ok, I have long since wanted to make gradient dye jobs, but I am too lazy to do as I have seen so many time and dye it in portions. So I thought about it.. What would happen if you wound the yarn into a cake and then dyed it? I can tell you.

First I admit I used a LOT of food coloring here, I like jewel tones, and I have learned that I need to use a lot of dye for that. I use Wiltons  cake decorating gels, the ones you get at Jo-anns or Michaels, in the cake section. I used an entire jar for this experiment.

First I wound off my yarn (100% wool, Jagerspun Heather, fingering weight, to be specific.) This yarn is destined to be leg warmers for the cool mornings here. Mainly around the house wear, so it didn’t really matter how badly the dye job came out. I did wind my yarn doubled, so that they will match mostly. Later I will rewind it into individual cakes.

I took the wound cake of yarn, and soaked it in a water and vinegar solution (I never bother to measure I just pour some in. I admit this was a pretty strong vinegar solution.) I set the cake into a pitcher and added the water and vinegar to it, when the cake floated I took a mason jar and half filled it with water and set it on top of the cake, after about half an hour I removed the jar and the cake stayed submerged. 

Next, I prepared my dye bath. Same quart jar I had used earlier, I dumped the food coloring into and more vinegar, this time about half a cup, and a couple cups of water, I used my whisk to stir well, dissolving the food coloring, I poured this into the bottom of my small (4qt) Crockpot I set the yarn cake into and rinsed the jar out with the water/vinegar mixture from the pitcher until it covered the yarn cake. I set the Crockpot on Keep warm, put the lid on and walked away fro several hours.

When I came back I removed the yarn cake carefully with a slotted spoon and set it into a bowl to cool, once it was cool to the touch, I mean room temperature. I put the cake into a colander and ran room temperature water over the cake, occasionally flipping it over to rinse the other end, until the water ran clear.  I shut off the water and set the colander over the now empty bowl and let it sit there for about an hour, dripping as much of the water off as it would give. Next I very carefully wrapped the cake up in a towel and added pressure to squeeze out as much of the water as possible while disturbing the construction of the cake as little as possible.   I carefully reshaped it (from the smashed oblong it had become back into a cake) and set it in front of my fan (yes I am still using fans here.)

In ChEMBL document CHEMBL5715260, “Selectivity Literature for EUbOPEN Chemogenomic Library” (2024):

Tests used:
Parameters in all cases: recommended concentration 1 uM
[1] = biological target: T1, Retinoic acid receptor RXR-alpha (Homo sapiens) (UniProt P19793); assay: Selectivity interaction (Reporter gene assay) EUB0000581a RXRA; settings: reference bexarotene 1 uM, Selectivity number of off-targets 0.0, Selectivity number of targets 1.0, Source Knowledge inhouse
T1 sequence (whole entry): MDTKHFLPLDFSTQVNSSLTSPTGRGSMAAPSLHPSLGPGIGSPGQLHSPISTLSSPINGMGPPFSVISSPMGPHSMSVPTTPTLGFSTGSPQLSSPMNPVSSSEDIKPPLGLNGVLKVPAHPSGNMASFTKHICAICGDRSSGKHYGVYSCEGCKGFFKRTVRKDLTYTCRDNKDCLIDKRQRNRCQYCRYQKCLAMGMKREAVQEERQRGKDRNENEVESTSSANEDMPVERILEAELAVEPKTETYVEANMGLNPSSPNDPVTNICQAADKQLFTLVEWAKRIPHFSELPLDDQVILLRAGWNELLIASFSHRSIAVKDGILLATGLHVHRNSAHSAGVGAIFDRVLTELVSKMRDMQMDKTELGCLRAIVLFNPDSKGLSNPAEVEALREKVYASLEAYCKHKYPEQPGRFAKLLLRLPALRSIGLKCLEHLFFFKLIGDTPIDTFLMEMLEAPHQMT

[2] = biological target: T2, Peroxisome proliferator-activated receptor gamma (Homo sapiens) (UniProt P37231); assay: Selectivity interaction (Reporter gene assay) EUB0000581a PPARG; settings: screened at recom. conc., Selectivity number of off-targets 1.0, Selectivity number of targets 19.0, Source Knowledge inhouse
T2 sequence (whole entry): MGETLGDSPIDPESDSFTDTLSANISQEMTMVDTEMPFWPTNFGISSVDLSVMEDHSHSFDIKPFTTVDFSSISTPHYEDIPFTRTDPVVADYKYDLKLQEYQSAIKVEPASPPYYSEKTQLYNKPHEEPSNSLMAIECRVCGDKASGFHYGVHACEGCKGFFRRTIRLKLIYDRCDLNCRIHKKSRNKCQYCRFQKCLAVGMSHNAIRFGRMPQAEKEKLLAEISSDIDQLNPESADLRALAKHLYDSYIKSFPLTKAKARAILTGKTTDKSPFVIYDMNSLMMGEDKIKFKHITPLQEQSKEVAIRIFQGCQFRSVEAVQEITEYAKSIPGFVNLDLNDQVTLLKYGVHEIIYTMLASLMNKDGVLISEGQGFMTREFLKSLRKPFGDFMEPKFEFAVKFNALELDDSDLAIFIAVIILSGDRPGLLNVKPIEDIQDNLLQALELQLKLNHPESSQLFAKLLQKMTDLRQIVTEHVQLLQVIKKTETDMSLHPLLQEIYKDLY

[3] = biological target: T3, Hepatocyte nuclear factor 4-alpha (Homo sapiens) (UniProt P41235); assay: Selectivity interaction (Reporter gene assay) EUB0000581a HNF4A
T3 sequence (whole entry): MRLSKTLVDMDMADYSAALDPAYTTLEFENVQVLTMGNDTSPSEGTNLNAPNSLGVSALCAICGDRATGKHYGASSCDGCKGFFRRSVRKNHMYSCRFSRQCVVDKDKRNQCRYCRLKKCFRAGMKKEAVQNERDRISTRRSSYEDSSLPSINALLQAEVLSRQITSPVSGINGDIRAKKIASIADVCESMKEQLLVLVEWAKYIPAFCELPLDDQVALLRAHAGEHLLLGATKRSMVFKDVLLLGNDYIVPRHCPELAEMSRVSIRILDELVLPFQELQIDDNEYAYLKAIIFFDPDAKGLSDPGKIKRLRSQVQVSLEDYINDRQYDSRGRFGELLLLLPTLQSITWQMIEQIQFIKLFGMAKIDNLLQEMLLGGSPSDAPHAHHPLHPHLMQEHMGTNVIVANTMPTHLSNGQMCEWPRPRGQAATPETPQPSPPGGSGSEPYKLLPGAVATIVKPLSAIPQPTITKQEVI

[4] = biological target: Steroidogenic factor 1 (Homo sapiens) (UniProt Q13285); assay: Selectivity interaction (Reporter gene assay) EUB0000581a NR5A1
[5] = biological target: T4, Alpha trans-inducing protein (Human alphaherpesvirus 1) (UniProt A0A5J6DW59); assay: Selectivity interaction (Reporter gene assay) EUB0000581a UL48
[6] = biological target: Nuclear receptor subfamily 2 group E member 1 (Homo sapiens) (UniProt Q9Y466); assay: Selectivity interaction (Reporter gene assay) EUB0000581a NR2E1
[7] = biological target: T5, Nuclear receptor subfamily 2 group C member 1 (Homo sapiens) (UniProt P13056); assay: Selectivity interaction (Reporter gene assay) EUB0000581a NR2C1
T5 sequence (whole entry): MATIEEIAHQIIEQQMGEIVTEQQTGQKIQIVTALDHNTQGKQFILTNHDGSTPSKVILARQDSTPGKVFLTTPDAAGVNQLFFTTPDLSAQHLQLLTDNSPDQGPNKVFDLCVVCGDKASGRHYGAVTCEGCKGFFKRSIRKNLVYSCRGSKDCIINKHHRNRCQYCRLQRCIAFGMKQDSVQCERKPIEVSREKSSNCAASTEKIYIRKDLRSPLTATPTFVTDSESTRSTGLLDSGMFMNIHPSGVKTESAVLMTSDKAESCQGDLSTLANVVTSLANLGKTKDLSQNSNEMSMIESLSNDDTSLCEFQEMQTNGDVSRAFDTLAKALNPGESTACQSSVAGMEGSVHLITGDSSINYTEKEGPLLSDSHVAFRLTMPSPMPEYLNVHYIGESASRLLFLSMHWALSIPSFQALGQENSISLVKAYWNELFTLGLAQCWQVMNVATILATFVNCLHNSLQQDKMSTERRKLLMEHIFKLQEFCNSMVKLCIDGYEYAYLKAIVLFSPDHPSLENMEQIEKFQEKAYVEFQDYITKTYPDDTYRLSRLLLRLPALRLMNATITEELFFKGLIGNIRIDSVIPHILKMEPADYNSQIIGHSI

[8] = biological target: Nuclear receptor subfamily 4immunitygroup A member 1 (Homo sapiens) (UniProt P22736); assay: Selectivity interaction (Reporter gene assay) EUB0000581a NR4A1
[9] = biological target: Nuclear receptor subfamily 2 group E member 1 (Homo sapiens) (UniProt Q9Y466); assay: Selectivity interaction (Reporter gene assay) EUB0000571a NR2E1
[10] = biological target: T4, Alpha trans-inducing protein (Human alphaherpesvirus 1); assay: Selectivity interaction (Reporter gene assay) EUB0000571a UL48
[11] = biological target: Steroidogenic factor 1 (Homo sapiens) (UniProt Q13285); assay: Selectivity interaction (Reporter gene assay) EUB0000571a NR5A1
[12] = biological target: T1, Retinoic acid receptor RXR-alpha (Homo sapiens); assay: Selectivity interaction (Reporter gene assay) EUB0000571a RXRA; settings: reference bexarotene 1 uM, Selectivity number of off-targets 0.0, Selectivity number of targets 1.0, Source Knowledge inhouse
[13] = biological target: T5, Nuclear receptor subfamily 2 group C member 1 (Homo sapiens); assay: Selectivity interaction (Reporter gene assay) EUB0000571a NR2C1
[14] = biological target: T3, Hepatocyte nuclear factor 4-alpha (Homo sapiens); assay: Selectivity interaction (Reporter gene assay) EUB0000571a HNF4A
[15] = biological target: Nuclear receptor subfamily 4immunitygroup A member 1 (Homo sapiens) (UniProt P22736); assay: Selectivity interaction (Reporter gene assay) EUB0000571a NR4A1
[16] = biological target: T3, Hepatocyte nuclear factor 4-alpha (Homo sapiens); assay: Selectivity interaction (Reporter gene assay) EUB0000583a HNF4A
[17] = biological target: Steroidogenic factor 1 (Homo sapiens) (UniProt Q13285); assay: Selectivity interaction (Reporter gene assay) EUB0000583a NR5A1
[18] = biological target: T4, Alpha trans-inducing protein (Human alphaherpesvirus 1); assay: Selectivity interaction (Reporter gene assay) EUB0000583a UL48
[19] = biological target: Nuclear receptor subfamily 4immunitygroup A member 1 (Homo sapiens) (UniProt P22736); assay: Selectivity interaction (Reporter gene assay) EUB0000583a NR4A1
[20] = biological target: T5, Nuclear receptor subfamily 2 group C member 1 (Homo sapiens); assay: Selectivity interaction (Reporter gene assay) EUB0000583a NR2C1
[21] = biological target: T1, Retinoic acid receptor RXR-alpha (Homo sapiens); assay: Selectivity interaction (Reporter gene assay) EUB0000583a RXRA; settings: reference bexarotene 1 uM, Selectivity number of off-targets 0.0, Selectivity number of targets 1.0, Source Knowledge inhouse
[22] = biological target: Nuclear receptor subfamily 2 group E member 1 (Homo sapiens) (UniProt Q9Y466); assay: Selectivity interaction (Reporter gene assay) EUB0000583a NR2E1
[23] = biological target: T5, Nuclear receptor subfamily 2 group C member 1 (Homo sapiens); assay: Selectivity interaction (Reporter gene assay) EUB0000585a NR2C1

This is what the exterior of the cake looked like this morning, just as it came out of the dye bath, but dry.

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It was a little more purple looking that the photo shows almost a grape color.  And then I rewound it, starting at the outside and working in, so that what is now  on the inside of the cake is one the outside (this was done mostly to dry it, but also cause I wanted to see it.)

This is the rewound cake.

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there are spots of the darker color all through it, but the closer you get to what was the core the more of the bright Caribbean blue that there is, I totally love it so far.. right now it is sitting in front of the fan again, but once it is dry I will separate the two strands and we will see how it knits up.

Oh.. and I have to share this one, just because I love the shot.

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you can see all the little hairs and the definition between the plies and the two strands that were held together in the winding.  Ahh.. the fiber, you can almost feel the yarn love.

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